Published: Nov 3, 2014
Unscrupulous financial scammers preying on the elderly is probably the most well-known form of elder abuse. What most people don’t realize is that elder abuse is more prevalent and far-reaching than fraud and scams. Elder abuse encompasses a wide range of mistreatment, including physical, emotional, and sexual abuse, abandonment, and neglect. It most often comes from family members, friends, or surprisingly, even the seniors themselves in the form of self-neglect. Unfortunately, it is also greatly under-reported with one study estimating that only 1 in 14 cases is ever brought to the attention of authorities, medical professionals, or social service providers.
This lack of reporting can have devastating consequences for older individuals, with abused elders having a 300% increased chance of death as compared to their peers who have not suffered abuse. The fiscal impact is equally severe, with abuse costing the health care system an additional $5.3 billion annually and the victims $2.9 billion in annual losses.
Any senior can become prey to abuse, but those with dementia or disabilities are at a considerably higher risk. Women, both disabled and non-disabled, are more prone to abuse than men. In 90% of all cases, abuse comes from spouses, partners, adult children or other family members. There is an increased chance that family members who have drug, alcohol or mental health problems or those who feel burdened by caregiving responsibilities will abuse. In the case where seniors are living alone, isolation, depression, dementias, and disabilities may prevent them from properly taking care of themselves, resulting in self-neglect, which is listed by Administration on Aging and National Center on Elder Abuse as one type of elder abuse
You can take specific steps to help protect older community members from abuse. The National Center on Elder Abuse recommends the following actions:
Be aware of seniors in your family and community. Get to know them and talk with them to help reduce isolation, which is a risk factor in mistreatment and self-neglect.
Report suspected abuse or neglect and continue to be vocal if you feel the situation has not improved. You can report the abuse or neglect of seniors who are in immediate danger by calling the local police or 911. You can also contact your local Adult Protective Services agency (see the Eldercare Locator website and the National Center on Elder Abuse for contact information) or by calling 1 (800) 677-1116. Warning signs of abuse include the following:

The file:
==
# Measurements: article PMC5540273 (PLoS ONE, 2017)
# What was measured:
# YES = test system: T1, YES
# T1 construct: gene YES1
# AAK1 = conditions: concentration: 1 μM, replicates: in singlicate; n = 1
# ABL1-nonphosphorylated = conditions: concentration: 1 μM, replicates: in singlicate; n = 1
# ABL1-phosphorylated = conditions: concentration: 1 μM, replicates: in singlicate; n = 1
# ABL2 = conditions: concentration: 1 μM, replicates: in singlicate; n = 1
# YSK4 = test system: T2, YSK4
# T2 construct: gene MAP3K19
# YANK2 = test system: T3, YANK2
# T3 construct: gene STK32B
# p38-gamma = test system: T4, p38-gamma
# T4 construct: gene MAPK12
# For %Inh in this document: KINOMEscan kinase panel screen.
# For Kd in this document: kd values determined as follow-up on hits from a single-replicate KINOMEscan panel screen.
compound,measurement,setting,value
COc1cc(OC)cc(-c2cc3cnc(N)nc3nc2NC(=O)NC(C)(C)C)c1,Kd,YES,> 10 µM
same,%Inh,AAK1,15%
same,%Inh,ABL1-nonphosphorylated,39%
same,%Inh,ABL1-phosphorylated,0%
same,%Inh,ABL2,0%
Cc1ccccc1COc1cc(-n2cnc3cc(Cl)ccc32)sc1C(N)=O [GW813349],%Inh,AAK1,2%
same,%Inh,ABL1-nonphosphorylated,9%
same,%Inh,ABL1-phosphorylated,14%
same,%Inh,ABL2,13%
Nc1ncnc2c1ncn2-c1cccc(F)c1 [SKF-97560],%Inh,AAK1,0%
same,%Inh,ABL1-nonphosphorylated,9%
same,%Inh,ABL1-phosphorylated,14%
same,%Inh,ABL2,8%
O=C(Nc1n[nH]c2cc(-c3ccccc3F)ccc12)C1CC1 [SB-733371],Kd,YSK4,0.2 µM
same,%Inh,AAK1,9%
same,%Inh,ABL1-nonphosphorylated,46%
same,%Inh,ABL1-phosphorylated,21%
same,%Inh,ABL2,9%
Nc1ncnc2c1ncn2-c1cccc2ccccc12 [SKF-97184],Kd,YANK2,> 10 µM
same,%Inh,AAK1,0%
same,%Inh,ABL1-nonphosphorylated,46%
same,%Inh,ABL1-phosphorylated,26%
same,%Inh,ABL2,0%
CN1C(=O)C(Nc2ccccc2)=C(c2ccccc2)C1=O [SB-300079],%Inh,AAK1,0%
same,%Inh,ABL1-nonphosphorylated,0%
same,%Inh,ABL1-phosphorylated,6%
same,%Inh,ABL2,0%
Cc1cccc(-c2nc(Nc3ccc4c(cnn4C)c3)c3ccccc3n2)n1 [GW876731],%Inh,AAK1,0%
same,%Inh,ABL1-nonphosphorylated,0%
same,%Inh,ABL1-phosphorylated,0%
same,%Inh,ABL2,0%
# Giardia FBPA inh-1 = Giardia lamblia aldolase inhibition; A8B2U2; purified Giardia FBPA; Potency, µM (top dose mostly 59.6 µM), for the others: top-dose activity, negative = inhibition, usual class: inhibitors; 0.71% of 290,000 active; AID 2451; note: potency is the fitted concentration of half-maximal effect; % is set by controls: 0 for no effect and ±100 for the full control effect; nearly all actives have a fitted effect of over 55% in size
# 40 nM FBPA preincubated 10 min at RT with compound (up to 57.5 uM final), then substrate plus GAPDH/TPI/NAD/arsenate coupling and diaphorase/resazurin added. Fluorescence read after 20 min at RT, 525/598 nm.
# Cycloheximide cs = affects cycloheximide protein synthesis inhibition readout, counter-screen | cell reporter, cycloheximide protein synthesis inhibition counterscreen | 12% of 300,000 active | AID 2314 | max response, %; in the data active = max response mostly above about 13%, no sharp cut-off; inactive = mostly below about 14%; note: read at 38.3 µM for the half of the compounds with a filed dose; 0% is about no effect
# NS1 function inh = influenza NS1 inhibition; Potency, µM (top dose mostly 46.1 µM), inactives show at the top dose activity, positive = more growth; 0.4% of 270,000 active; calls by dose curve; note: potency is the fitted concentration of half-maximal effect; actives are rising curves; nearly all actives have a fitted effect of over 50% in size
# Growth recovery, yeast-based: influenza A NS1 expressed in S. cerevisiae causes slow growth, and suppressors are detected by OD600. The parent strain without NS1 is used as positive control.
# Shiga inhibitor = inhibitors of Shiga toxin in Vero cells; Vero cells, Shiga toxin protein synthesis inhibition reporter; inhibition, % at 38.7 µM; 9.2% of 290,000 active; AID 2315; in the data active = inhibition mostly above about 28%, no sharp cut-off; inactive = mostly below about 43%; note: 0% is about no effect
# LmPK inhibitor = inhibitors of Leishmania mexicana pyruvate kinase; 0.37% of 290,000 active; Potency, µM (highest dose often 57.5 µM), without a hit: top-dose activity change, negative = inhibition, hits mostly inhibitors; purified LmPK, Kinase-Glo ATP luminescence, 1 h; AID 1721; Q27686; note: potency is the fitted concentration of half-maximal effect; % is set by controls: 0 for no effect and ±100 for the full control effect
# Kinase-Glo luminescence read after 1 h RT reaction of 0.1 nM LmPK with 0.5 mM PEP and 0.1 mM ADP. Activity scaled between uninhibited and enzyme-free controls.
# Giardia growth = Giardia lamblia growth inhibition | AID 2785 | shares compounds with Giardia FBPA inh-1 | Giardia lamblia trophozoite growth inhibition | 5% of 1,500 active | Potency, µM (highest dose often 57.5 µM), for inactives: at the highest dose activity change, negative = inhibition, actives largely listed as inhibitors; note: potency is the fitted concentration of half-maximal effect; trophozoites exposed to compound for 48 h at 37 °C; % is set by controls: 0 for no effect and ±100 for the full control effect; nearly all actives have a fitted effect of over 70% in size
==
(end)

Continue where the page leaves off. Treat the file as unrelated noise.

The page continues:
Volunteer with organizations that provide assistance to seniors. This can allow you to help seniors to care for themselves.
Find services available for seniors in your area to help them avoid situations where they are vulnerable to abuse and self-neglect. Your local Area Agency on Aging can give you information on programs such as Meals on Wheels, which can provide nutritious meals, and other programs for seniors that help them remain healthy, happy, and independent—all of which are strong deterrents of abuse and neglect.
Learn as much as possible about the issue and become an advocate. Remember, elder abuse can happen to anyone; it can even happen to you.
Caring for an older family member can not only be a rewarding responsibility but it can also be stressful and fatiguing. This can lead to short tempers and frustration in spite of the best intentions of loving caregivers. Family caregivers can get help through respite care, where Comfort Keepers sends a professional caregiver to help out and allow the family caregiver to have some time off to take care of daily activities, attend events, or even have a vacation or an afternoon of rest. By taking the time to care for themselves, family caregivers can continue to provide the senior the loving care he or she deserves.
Administration on Aging. (n.d.) What is elder abuse? Retrieved from http://www.aoa.gov/AoA_programs/elder_rights/EA_prevention/whatisEA.aspx.
National Center on Elder Abuse. (n.d.). Frequently Asked Questions. Retrieved from http://www.ncea.aoa.gov/faq/index.aspx
National Center on Elder Abuse. (n.d.). Statistics/Data. Retrieved from http://www.ncea.aoa.gov/Library/Data/index.aspx